Sometimes, I Close My Eyes
Sometimes I see the world, scattered
in small brick shacks along the hillsides
far away in Colombia
where it is only the poor, at the peak
of the mountains. Medellin, holding on
so the city can find rest.
Sometimes, I see the poor in my Bai,
shoeless and old, his teeth threatening
to leave him if he continued on,
and walking on barefoot, he looks ahead,
his eyes, not betraying the future, where
the children he’s populated
the globe with, will cradle him beneath
the soil, where we all go, poor or rich,
where we all go, if we believe in the grave.
Sometimes, it is just these children who
have emerged from a long war they never
saw; children, left along
the sewage drains, the same people who
brought on the war, now recapturing
the land as if the land could be captured.
Sometimes, the world is hazy, as if fog
were a thing for the artist’s rough canvas;
sometimes, the world is a shattered piece
of your Iyeeh’s dish, the one from ages ago,
the one that was not meant to crack,
but sometimes, this is the world, the simple,
ordinary world, where people are too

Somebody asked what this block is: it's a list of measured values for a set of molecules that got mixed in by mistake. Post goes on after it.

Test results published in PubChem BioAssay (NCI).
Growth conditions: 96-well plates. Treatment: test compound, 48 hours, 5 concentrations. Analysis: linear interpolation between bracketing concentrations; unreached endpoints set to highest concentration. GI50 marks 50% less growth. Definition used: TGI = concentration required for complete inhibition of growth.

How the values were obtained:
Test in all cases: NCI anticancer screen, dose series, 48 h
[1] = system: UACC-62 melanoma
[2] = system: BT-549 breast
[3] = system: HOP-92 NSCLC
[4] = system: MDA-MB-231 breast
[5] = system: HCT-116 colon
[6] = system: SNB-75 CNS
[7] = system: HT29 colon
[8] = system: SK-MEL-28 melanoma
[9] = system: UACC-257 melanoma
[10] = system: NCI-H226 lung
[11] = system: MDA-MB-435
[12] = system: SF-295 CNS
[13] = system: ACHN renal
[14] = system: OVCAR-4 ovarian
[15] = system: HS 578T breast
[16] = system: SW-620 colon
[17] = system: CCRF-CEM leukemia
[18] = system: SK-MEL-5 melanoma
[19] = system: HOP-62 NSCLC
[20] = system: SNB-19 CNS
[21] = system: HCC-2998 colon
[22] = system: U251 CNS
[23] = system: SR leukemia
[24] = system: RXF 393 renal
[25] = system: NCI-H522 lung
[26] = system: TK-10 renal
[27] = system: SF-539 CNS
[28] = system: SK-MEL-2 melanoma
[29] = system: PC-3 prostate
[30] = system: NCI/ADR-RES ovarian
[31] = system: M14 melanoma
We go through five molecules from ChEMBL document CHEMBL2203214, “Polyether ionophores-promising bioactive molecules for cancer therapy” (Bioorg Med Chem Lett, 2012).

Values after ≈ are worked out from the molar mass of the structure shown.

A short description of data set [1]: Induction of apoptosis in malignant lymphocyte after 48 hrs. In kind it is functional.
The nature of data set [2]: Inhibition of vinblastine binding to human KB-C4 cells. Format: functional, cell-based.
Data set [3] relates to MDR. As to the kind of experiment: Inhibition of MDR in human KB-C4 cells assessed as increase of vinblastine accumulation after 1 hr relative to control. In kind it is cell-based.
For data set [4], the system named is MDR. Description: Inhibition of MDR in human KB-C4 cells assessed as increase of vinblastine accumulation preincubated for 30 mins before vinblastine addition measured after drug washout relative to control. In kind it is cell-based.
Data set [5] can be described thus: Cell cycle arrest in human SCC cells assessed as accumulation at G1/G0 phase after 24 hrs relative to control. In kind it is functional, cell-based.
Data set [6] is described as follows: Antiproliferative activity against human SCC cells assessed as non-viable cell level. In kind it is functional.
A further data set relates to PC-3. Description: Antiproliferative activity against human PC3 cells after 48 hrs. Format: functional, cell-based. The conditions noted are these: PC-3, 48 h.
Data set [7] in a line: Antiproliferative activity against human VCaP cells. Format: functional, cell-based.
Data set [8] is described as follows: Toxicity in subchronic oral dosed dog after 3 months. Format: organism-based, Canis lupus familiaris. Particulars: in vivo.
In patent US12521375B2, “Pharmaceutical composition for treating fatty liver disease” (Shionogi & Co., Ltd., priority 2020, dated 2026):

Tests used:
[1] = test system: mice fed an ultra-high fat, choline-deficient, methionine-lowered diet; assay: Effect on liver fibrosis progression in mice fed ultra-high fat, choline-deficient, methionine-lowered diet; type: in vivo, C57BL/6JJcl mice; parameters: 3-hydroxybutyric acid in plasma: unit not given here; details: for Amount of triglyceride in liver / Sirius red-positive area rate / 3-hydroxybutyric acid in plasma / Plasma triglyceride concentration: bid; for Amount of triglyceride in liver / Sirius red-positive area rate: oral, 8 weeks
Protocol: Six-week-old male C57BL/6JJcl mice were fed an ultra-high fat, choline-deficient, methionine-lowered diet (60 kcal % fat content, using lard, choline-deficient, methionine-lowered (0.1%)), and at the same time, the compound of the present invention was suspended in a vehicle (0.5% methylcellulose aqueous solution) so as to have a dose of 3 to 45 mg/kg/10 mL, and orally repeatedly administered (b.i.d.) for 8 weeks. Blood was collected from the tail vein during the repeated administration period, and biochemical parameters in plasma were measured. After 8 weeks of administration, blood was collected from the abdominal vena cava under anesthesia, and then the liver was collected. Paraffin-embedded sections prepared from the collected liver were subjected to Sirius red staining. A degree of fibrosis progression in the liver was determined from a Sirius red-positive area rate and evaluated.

ordinary to matter. Sometimes, I close my
eyes so I don’t have to see the world.
In My Dream
In my dream, I’m on the road, flying
somewhere, stranded at an airport.
I’ve lost my car or lost the keys
in my lost purse.
Or I’m in the airport security line
without my passport, a lone traveler
without a country.
So they want to know my country.
They want to know my place of birth.
They want to know the map that got me lost.
They want to know the name of those
who shattered my dream,
shattered my lost country.
So I say, I’m a woman looking for home,
displaced, a bag of useless goods
for my journey, a flip-flap, a ragged
bundle that only a refugee carries.
I’m the lost and unfound, from those
who did not come on boats,
those that did not come ticketed
in chains, those who did not fit in chains,
those, neither welcome by those who came
on boats nor in chains. I’m among
the newcomers, the new, newcomers.
Those who came, ticketed
not by plane tickets or train tickets.
Those who came ticketed by live bullets,
grenades and rocket missiles,
those, still bleeding from their sides,
those who found their way here
by crawling among the dead.
Patricia Jabbeh Wesley’s exploration of her Liberian civil war experience in her poetry has won the hearts of poetry and peace lovers internationally and throughout the United States. She is the author of four books of poetry and a fifth forthcoming, including Where the Road Turns, The River is Rising, Becoming Ebony, Before the Palm Could Bloom: Poems of Africa. She is also the author of one children’s Book, In Monrovia, the River Visits the Sea. Her individual poems and writings have appeared in numerous literary magazines in the US, in South America, Europe and in Africa. She teaches Creative Writing and English at Penn State Altoona.
–Art by Marta Bevacqua
–Art by Alphan Yýlmazmaden
–Art by Seamus Travers